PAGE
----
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I like the idea and concept of xmonad, however I still keep going back to gnome after an hour or so. This feels like when I first tried to learn vim, but I've gotten past the learning curve point and can't live without vim nowadays.

I'm sure the time will come for xmonad too, but I was wondering if current xmonad users can provide transitional tips?

FYI, I'm on dual monitors ( 19 inch and 17 inch ). Example of an issue I'm having while in this "transitional" stage:

How do you manage keeping the browser and other programs that are most commonly used in full screen mode, since by default I think it opens up in a small tile that takes up a portion of the screen? Do you just shortcut it to make it open full screen, or do you actually not maximize it? Or are there advanced methods through preferences in the conf file, making certain programs take up X space?

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2 Answers 2

up vote 6 down vote accepted

Just like Vim there is often a lot of "config fu" that you can pick up from the webpages (definitely spend a few hours or so soaking up the various config file examples at xmonad.org, I think it is worth it), and the mailing list.

First of all, if you are happy with much of GNOME you can run xmonad inside GNOME. This is nice because you can use GNOME's panels and panel-based applications (network-manager is invaluable on my Ubuntu laptop). You also get the benefit of GNOME's theme manager for the UI widgets, which can keep things "pretty".

This page is useful to help you set this up:

http://haskell.org/haskellwiki/Xmonad/Using_xmonad_in_Gnome

As for "full-screen applications":

There are several approaches that you can mix and match until you find a setup that best works for you. In my case, I've set two of my workspaces Beta and Iota (I use greek letter names, but they may as well be named "Mail" and "Music") that default (on restart) to the Full layout, with most of my other workspaces defaulting to to the tiled layout of my choice. (I can always cycle the layouts as needed with the usual Mod+Space shortcut.) That way I know that when I open applications on either of those workspaces, they will get the full view. I tend to open my mail and browser on one (Beta) and my music player on the other (Iota), with other apps spread about the other workspaces. To make this easier I have a hook that, when I launch my media player or mail program, but not my browser, it will automatically move them to my standard workspace for them. (Sometimes I will open browser window tiled, for instance when I'm working on a webpage layout and want to have a dev-mode browser for quick previews.)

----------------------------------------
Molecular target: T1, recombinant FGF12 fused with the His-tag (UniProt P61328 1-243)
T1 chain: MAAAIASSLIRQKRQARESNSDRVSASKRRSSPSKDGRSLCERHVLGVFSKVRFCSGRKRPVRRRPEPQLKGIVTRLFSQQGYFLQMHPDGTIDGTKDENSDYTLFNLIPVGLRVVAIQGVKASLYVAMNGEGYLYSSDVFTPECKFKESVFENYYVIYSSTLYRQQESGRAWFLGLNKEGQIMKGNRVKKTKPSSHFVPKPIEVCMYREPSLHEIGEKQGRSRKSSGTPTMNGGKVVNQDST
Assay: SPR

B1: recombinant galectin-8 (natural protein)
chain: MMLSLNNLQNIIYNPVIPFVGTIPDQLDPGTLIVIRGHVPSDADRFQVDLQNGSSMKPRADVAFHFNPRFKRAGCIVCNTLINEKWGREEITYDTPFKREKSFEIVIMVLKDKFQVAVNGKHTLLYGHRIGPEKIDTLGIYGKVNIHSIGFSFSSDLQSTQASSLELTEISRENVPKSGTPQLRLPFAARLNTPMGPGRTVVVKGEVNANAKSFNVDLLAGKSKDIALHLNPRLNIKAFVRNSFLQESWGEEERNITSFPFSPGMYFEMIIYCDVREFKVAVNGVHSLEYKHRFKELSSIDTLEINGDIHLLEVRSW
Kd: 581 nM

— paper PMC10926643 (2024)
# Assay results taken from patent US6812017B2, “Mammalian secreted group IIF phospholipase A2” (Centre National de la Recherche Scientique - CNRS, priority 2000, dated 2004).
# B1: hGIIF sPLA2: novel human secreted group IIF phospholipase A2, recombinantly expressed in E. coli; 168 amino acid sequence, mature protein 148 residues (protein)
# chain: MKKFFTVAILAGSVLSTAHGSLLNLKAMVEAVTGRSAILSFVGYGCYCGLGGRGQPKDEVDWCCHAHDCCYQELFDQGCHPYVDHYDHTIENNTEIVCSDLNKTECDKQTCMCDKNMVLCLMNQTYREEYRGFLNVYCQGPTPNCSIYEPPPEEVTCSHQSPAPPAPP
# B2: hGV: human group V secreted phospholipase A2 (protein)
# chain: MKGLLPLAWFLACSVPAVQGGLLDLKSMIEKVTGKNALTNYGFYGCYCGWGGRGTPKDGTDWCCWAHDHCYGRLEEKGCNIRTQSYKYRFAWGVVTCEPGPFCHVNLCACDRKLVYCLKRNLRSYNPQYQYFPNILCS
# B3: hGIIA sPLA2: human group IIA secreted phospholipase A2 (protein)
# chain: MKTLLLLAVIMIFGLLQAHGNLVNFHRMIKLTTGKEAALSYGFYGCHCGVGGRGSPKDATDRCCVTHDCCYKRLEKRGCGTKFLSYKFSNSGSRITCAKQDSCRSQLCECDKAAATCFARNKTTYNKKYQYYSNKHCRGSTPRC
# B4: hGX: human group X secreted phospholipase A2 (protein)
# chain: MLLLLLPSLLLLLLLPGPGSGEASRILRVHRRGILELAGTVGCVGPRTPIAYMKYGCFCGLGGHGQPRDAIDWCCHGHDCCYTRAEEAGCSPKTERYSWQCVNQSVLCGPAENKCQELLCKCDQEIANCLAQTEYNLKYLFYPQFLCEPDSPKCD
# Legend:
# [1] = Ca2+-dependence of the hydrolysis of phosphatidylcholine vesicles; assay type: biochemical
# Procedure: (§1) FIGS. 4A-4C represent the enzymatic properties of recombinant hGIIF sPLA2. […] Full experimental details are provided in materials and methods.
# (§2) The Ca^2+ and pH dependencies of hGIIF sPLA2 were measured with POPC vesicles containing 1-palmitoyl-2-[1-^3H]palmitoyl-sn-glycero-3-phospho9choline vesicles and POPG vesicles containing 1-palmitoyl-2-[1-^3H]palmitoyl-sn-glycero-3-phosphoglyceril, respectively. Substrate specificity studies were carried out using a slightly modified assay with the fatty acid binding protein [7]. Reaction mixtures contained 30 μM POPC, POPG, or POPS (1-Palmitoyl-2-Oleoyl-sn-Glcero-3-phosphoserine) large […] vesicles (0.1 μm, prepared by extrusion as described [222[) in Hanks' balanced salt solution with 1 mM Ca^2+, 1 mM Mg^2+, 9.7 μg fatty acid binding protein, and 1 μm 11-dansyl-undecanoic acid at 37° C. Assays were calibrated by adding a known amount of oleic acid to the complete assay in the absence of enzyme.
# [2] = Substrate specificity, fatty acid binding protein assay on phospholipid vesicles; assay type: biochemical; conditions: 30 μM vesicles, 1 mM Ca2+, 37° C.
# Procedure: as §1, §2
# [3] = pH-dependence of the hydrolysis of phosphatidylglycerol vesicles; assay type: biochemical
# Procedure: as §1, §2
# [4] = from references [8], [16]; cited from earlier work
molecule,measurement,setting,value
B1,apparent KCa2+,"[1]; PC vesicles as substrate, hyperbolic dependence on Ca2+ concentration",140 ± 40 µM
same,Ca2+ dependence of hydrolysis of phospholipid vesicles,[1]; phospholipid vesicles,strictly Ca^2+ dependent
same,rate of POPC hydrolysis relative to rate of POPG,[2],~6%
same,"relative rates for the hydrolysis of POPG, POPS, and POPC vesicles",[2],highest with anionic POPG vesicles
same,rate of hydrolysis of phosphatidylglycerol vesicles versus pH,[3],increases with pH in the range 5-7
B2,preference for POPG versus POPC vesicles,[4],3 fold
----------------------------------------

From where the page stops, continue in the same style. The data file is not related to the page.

The last big tip I can give you is that the #xmonad channel on FreeNode can be a good place to get some gentle encouragement or useful help when you need it, as technical-oriented IRC channels tend to be.

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My constant favourite method to get into new environments is to do something with a deadline or so. In my case, I was trying Xmonad conveniently as I had to write some school report and it involved graphics and all kinds of applications. Because I was occupied, I didn't have time thinking of backing to Fluxbox. After the project was finished, I was left with Xmonad and clear ideas of its pros and cons. Simple pointless window shopping in a new WM usually won't cut it for me.

For the second issue of yours: as a former Fluxbox user, I had a steady set of fixed windows here and there: calendars, transparent terminals and so on. The browser and a few terminals had their places which I didn't move a lot. It works well with conventional layered WMs, but tiling WMs such as Xmonad have to work dynamic so static window thinking is something to get rid of. I do have a favourite position for my browser (left half of my right display) but I don't mind (anymore) if I should read some PDF and it displaces the browser.

My advice is to first live by the tiling WMs' conventions and after you're comfortable with moving windows and all, go on altering the system to suit your preferences. At first, I did really think it was a must to keep the browser at certain position at all times! When I had my project in the works and had no time to think about it, I realised that it wasn't a must after all. May or may not work with you.

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